Skip to main content Skip to header navigation

Why young people need health insurance, too

If you’re under the age of 30, health insurance may seem like an unnecessary and expensive investment. But contrary to popular belief, it’s important for even healthy young people to protect their future with health insurance.

Woman in her 20s at doctor's office

According to the Heritage Foundation, the average 27-year-old American can expect to pay between $142 and $366 per month for health care coverage, depending on location in the U.S. For the same amount of money, a young person could, technically, afford a car payment or a significant portion of their monthly rent. So why would you, as a young person, want to shell out the money for health care insurance? There are more compelling reasons than you might imagine.

Insurance protects you from insane debt

Young people — and even healthy people who aren’t so young — likely don’t spend much time thinking about medical costs. But if the unthinkable happens in your life, you need to make sure you’re covered so you can avoid the consequences of giant and unmanageable debt.

According to the, the average cost of a three-day hospital stay is $30,000. If you are uninsured and require an emergency hospital stay for appendicitis, flu complications or an ectopic pregnancy (all of which regularly happen to young people), then you will be responsible for the entire $30,000 charge. Even if you make monthly payments on the total, this huge debt may affect your credit score and prevent you from doing the things you want to do in the future, like own a house or a car. Alternatively, an insured young person in the same scenario would likely only owe the hospital a deductible.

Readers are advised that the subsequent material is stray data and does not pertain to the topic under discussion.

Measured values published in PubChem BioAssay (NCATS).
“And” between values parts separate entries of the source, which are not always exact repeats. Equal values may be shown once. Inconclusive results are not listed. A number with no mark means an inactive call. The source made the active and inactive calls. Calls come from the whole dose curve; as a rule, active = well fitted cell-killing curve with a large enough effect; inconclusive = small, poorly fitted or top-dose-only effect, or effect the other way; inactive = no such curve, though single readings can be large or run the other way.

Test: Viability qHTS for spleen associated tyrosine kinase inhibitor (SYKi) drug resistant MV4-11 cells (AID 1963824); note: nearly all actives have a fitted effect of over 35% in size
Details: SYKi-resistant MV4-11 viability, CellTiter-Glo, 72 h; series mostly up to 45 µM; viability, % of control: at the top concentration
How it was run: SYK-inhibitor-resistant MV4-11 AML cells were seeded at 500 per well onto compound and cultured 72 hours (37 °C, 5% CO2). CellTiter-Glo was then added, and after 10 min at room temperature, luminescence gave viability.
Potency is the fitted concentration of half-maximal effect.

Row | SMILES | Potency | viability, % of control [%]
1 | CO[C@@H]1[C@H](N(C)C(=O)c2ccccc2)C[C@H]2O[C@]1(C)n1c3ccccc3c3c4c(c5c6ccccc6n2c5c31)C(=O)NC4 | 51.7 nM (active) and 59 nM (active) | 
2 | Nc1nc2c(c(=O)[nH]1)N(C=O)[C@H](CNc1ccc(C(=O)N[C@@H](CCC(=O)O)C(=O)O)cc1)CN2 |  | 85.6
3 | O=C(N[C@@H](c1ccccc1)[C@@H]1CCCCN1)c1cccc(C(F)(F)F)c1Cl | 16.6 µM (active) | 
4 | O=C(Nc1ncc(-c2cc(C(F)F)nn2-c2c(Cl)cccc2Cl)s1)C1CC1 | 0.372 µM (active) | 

Young people aren’t so invincible

It’s time to challenge the assumption that young people are mostly healthy and need little medical treatment. The Centers for Medicare and Medicaid Services calls this assumption a “myth,” and report that one in six young adults battles a chronic illness like cancer, diabetes or asthma. All of these conditions require ongoing medical treatment to prevent serious complications and even death. This ongoing treatment, in turn, can cost a hefty sum that may ruin an uninsured person’s finances.

Even if you’re healthy now, the fact is that everyone is at risk for developing an illness. You can play the odds if you’d like, but it’s important to remember that your finances and health are on the line. Or you can protect yourself from the physical and financial costs of a chronic illness by purchasing insurance coverage.

Pregnancy and childbirth is likely in your future

Finally, if you’re a woman reading this, it’s probably just a matter of time before you become a mother. The National Organization for Women reports that 81 percent of women are mothers by the time they reach their 40s, and the average age for first-time childbirth is about 25. Essentially, this means that an awful lot of young women get pregnant and have babies every year. And even if you’re trying to avoid pregnancy, about half of the babies born in the U.S. are still “accidents.”

As a young woman, it’s essential that you have health care coverage in the event you become pregnant and have a baby. The average cost of vaginal delivery in the U.S. is $18,000, and $27,000 for a C-section. This doesn’t even account for the costs of prenatal care. You need insurance to mitigate these costs and prevent outrageous debt.

If you’re certain that a baby isn’t in your future, healthcare insurance can reduce the costs of effective contraception like birth control pills, patches and IUDs to $0 out of pocket. Insurance is just a smart move — baby or not — for any young woman during her peak years of fertility.

Certainly, the monthly cost of health care insurance can add up quickly over the course of the year. But as a young person, it’s vital that you safeguard your future and your health by purchasing coverage. Young people aren’t immune to health problems and conditions, and insurance coverage can give you peace of mind about your finances and health.

More on health and wellness

10 Questions to ask about your child’s health
When your child breaks his arm
5 Ways to love yourself a helluva lot more

Leave a Comment